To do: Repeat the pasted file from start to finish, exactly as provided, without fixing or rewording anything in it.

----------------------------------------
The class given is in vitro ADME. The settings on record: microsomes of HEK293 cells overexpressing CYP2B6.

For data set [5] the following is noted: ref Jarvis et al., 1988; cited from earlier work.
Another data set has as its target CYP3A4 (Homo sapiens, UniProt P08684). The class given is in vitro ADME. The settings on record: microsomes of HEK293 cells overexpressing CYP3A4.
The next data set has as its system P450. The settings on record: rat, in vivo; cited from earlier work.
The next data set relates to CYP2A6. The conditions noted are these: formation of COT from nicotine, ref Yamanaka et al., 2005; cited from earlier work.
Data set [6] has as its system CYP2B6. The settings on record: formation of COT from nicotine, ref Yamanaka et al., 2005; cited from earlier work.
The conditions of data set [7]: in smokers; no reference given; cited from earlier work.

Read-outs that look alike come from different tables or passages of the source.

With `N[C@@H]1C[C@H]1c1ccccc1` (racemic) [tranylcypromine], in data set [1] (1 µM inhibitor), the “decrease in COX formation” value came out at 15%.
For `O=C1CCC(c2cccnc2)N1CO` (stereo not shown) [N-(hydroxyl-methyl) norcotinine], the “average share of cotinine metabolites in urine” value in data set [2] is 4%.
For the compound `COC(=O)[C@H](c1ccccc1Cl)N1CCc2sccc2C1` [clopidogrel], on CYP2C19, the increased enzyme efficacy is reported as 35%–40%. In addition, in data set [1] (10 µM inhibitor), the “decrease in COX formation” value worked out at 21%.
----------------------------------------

The class given is in vitro ADME. The settings on record: microsomes of HEK293 cells overexpressing CYP2B6.

For data set [5] the following is noted: ref Jarvis et al., 1988; cited from earlier work.
Another data set has as its target CYP3A4 (Homo sapiens, UniProt P08684). The class given is in vitro ADME. The settings on record: microsomes of HEK293 cells overexpressing CYP3A4.
The next data set has as its system P450. The settings on record: rat, in vivo; cited from earlier work.
The next data set relates to CYP2A6. The conditions noted are these: formation of COT from nicotine, ref Yamanaka et al., 2005; cited from earlier work.
Data set [6] has as its system CYP2B6. The settings on record: formation of COT from nicotine, ref Yamanaka et al., 2005; cited from earlier work.
The conditions of data set [7]: in smokers; no reference given; cited from earlier work.

Read-outs that look alike come from different tables or passages of the source.

With `N[C@@H]1C[C@H]1c1ccccc1` (racemic) [tranylcypromine], in data set [1] (1 µM inhibitor), the “decrease in COX formation” value came out at 15%.
For `O=C1CCC(c2cccnc2)N1CO` (stereo not shown) [N-(hydroxyl-methyl) norcotinine], the “average share of cotinine metabolites in urine” value in data set [2] is 4%.
For the compound `COC(=O)[C@H](c1ccccc1Cl)N1CCc2sccc2C1` [clopidogrel], on CYP2C19, the increased enzyme efficacy is reported as 35%–40%. In addition, in data set [1] (10 µM inhibitor), the “decrease in COX formation” value worked out at 21%.